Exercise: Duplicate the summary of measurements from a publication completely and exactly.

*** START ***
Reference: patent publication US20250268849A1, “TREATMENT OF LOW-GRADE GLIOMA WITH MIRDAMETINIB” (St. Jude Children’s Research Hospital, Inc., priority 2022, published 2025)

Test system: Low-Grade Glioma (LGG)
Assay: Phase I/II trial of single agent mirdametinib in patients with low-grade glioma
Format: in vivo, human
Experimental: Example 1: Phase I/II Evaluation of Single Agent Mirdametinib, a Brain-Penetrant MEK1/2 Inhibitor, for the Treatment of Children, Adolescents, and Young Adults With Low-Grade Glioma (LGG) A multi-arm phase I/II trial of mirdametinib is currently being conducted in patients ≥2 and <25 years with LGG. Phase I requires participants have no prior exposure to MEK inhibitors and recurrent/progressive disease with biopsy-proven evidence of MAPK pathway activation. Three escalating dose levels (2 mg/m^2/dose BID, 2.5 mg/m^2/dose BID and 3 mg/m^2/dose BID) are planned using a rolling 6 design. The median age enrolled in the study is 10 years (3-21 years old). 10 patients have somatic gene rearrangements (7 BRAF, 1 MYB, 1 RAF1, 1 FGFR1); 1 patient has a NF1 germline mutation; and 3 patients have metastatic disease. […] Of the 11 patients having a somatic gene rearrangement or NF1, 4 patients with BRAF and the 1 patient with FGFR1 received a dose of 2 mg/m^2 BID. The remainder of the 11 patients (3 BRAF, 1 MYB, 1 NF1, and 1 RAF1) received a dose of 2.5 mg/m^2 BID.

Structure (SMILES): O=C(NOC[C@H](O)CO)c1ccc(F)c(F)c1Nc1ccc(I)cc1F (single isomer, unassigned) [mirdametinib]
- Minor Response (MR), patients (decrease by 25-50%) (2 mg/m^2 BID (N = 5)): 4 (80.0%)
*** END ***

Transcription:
Reference: patent publication US20250268849A1, “TREATMENT OF LOW-GRADE GLIOMA WITH MIRDAMETINIB” (St. Jude Children’s Research Hospital, Inc., priority 2022, published 2025)

Test system: Low-Grade Glioma (LGG)
Assay: Phase I/II trial of single agent mirdametinib in patients with low-grade glioma
Format: in vivo, human
Experimental: Example 1: Phase I/II Evaluation of Single Agent Mirdametinib, a Brain-Penetrant MEK1/2 Inhibitor, for the Treatment of Children, Adolescents, and Young Adults With Low-Grade Glioma (LGG) A multi-arm phase I/II trial of mirdametinib is currently being conducted in patients ≥2 and <25 years with LGG. Phase I requires participants have no prior exposure to MEK inhibitors and recurrent/progressive disease with biopsy-proven evidence of MAPK pathway activation. Three escalating dose levels (2 mg/m^2/dose BID, 2.5 mg/m^2/dose BID and 3 mg/m^2/dose BID) are planned using a rolling 6 design. The median age enrolled in the study is 10 years (3-21 years old). 10 patients have somatic gene rearrangements (7 BRAF, 1 MYB, 1 RAF1, 1 FGFR1); 1 patient has a NF1 germline mutation; and 3 patients have metastatic disease. […] Of the 11 patients having a somatic gene rearrangement or NF1, 4 patients with BRAF and the 1 patient with FGFR1 received a dose of 2 mg/m^2 BID. The remainder of the 11 patients (3 BRAF, 1 MYB, 1 NF1, and 1 RAF1) received a dose of 2.5 mg/m^2 BID.

Structure (SMILES): O=C(NOC[C@H](O)CO)c1ccc(F)c(F)c1Nc1ccc(I)cc1F (single isomer, unassigned) [mirdametinib]
- Minor Response (MR), patients (decrease by 25-50%) (2 mg/m^2 BID (N = 5)): 4 (80.0%)